What is the NDIS?

The National Disability Insurance Scheme (NDIS) is an insurance based scheme designed to provide support for Australians with a permanent and significant disability. It constitutes a major reform of disability services and support in Australia.

Responsibility for delivering the NDIS lies with the National Disability Insurance Agency (NDIA), the independent statutory agency established by the Commonwealth for the sole purpose of preparing for, and executing, the implementation of the NDIS.

The parameters of the NDIS, including who is eligible to access it, are set out in the National Disability Insurance Scheme Act 2013 (NDIS Act). The NDIS Act is supplemented by NDIS Rules and Operational Guidelines which, together, create a framework for the administration of the NDIS.

Once the NDIS is fully rolled out, it is anticipated that 460,000 Australians will receive support from it, at a cost of approximately $22 billion per annum.

The Commonwealth government is contributing approximately half of the funding for the NDIS, with the remainder coming from state and territory governments.

Implementation of the NDIS – where are we up to

Plans to introduce the NDIS were first announced in April 2012, following an inquiry by the Productivity Commission into the feasibility of a long-term disability support scheme.

Since that time, the NDIS has come a long way. In less than four years, the NDIA has been established, the NDIS Act has been enacted and the NDIS has been officially launched and trialed in numerous regions around Australia. In addition, most Australian state and territory governments, including Victoria and New South Wales, have now signed key bi-lateral agreements with the Commonwealth to commit to the future funding of the Scheme.

From July this year, the NDIS will be progressively rolled out in each state and territory, with the exception of Western Australia.

Current targets are for the NDIS to be fully rolled out in 2019-2020, with specific timelines set for each state and territory.

Some key impacts for government agencies

The impact of the NDIS is wide ranging for all levels of government. A few of the ways in which a Council, State or Commonwealth government agency may be affected by the NDIS are set out below.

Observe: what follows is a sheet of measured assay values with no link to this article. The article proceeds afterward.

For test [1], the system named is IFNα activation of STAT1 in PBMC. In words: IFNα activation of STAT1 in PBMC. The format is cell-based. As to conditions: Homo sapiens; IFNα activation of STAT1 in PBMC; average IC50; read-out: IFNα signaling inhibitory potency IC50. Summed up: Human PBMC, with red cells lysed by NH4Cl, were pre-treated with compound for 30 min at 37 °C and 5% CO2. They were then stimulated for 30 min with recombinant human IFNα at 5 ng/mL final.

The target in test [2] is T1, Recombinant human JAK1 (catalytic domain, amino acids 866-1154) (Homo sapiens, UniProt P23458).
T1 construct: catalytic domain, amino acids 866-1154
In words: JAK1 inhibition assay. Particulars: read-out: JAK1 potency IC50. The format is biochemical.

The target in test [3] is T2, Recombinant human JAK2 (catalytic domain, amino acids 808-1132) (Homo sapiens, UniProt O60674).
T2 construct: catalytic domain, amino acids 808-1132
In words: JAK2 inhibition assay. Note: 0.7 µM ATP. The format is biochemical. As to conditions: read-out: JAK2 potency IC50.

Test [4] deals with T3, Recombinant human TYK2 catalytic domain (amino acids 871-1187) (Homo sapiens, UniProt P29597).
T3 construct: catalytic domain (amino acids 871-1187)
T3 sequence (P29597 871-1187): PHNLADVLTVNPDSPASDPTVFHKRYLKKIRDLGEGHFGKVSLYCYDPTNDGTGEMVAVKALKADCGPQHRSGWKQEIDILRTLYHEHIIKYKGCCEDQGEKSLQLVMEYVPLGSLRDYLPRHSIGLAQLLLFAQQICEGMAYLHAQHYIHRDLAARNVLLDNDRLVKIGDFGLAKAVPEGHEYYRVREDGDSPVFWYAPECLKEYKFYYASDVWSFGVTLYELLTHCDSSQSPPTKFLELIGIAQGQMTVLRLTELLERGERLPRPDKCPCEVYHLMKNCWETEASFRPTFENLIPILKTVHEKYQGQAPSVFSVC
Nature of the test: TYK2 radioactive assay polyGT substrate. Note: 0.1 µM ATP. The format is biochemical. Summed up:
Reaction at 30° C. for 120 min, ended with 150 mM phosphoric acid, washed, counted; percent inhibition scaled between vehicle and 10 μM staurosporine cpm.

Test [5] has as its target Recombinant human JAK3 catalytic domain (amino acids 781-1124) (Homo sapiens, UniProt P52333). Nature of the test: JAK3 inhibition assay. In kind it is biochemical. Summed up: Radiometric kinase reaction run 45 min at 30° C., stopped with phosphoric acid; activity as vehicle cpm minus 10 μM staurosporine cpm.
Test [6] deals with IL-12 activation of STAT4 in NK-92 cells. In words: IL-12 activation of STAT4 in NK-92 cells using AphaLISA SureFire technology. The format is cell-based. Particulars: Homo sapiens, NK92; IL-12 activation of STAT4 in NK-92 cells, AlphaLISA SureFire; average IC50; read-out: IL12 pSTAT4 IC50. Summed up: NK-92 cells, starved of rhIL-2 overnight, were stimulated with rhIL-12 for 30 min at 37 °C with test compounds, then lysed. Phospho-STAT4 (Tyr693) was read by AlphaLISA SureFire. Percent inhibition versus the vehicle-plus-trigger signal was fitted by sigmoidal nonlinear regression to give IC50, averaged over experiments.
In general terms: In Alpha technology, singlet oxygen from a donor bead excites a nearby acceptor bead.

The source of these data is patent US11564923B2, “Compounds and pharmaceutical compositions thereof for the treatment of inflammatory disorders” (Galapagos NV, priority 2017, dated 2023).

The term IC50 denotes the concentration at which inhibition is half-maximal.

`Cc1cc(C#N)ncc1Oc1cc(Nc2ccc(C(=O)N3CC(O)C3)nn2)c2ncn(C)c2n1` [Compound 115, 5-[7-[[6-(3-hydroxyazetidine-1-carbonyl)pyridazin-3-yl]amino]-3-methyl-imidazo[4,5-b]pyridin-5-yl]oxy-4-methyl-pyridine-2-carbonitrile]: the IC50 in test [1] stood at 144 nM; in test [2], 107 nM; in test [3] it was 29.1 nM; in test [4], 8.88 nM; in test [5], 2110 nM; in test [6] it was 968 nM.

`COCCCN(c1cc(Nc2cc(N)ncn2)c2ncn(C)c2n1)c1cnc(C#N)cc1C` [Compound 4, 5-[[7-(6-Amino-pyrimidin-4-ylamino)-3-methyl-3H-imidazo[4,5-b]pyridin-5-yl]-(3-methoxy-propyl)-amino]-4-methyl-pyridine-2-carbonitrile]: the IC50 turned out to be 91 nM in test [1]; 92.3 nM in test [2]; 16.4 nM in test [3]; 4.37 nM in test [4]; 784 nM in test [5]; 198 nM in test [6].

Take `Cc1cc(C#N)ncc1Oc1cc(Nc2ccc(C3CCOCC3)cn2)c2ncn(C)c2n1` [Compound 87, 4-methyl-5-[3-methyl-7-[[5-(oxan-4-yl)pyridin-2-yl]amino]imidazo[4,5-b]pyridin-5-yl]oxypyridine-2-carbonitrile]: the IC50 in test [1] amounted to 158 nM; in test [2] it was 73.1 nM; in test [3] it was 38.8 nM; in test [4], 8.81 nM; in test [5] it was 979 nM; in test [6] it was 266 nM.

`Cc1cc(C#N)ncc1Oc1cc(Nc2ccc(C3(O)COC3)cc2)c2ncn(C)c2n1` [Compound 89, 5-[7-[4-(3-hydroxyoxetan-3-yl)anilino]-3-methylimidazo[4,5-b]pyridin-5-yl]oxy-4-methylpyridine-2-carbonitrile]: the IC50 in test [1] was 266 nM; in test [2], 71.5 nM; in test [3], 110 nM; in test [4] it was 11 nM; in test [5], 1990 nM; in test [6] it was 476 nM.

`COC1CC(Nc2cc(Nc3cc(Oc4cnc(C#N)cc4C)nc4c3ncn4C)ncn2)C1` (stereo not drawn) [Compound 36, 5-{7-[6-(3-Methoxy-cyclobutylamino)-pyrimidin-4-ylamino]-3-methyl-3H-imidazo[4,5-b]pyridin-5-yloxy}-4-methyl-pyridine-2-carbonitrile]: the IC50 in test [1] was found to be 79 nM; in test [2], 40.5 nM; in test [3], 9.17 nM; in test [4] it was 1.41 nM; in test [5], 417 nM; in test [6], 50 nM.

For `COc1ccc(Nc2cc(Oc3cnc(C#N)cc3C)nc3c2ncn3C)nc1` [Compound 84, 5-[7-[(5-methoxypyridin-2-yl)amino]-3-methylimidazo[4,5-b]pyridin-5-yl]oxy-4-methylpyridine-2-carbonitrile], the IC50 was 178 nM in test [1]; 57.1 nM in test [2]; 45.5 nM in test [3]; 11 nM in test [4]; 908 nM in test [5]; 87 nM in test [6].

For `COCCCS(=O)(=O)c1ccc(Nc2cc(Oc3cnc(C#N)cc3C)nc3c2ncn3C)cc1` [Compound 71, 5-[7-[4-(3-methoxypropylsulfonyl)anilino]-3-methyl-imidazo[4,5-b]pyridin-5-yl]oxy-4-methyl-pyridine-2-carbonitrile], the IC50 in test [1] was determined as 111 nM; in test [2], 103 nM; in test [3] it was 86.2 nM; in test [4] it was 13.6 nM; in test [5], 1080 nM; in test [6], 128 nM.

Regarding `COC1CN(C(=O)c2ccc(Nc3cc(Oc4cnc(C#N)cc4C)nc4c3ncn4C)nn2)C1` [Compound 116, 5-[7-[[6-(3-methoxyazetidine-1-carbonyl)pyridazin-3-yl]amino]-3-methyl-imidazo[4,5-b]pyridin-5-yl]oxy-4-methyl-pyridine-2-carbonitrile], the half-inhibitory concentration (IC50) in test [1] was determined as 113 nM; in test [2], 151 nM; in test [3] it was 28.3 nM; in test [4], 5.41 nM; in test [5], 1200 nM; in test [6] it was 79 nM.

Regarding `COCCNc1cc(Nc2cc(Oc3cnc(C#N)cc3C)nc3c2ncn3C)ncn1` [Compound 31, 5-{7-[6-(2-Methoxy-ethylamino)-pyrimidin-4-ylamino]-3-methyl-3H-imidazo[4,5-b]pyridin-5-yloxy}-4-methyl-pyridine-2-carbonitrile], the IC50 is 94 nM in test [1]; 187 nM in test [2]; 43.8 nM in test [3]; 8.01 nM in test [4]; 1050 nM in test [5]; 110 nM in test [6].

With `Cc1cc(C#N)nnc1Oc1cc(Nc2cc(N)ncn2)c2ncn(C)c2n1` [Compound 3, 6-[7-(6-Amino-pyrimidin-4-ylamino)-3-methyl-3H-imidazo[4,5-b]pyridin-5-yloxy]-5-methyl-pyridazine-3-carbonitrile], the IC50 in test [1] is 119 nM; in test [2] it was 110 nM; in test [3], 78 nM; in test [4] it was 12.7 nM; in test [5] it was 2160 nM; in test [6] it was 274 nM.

• In many cases, Local, State and Commonwealth government agencies may be requested to provide data to the NDIA. Such requests are likely to involve information regarding support or assistance currently received by disabled persons. Data sharing serves a number of purposes, such as preventing any duplication of payment for disability services already provided outside the NDIS, assisting in predicting the scope of disabilities present in a particular area or enabling the NDIA to invite disabled persons to apply to access the NDIS.
    • The provision of data to the NDIA may be governed by an information sharing agreement or done in response to a ‘section 55 notice’. Pursuant to s 55 of the NDIS Act, the NDIA can compel the production of information in certain circumstances.
  • Councils and many other government agencies provide services to disabled persons, such as child care, home care, education, transport and health services. Where this occurs, there is the potential for that body to become a registered provider of services for the NDIS. While this process may involve several legal issues, a key consideration is the application of National Competition Policy (and Competitive Neutrality Policy (CNP) in particular) to the government entity’s provision of services.
    • Where there is competition with private registered providers in the provision of services to NDIS participants, government agencies should ensure that they have assessed whether their services are covered by CNP and, if so, whether their pricing models align with competitive neutrality principles.
  • The NDIS Act contains several key restrictions covering the handling of ‘protected information’, being any personal information held by the NDIA. Government agencies receiving information from NDIS participants or the NDIA must ensure that they comply with the requirements of Chapter 4, Part 2 of the NDIS Act in the protection of this information. A number of offences exist in respect of the unauthorised access, misuse, supply or disclosure of ‘protected information’.
  • Given that the NDIA is subject to the Freedom of Information Act 1982 (Cth) (FOI Act), government agencies may be consulted by the NDIA regarding the decision to release documents under the FOI Act. Freedom of information requests may also be transferred between the NDIA and other government bodies, pursuant to s-16 of the FOI Act, where a request concerns the NDIS but has not been made to the most appropriate government body.

Further information about the NDIS can be found at www.ndis.gov.au.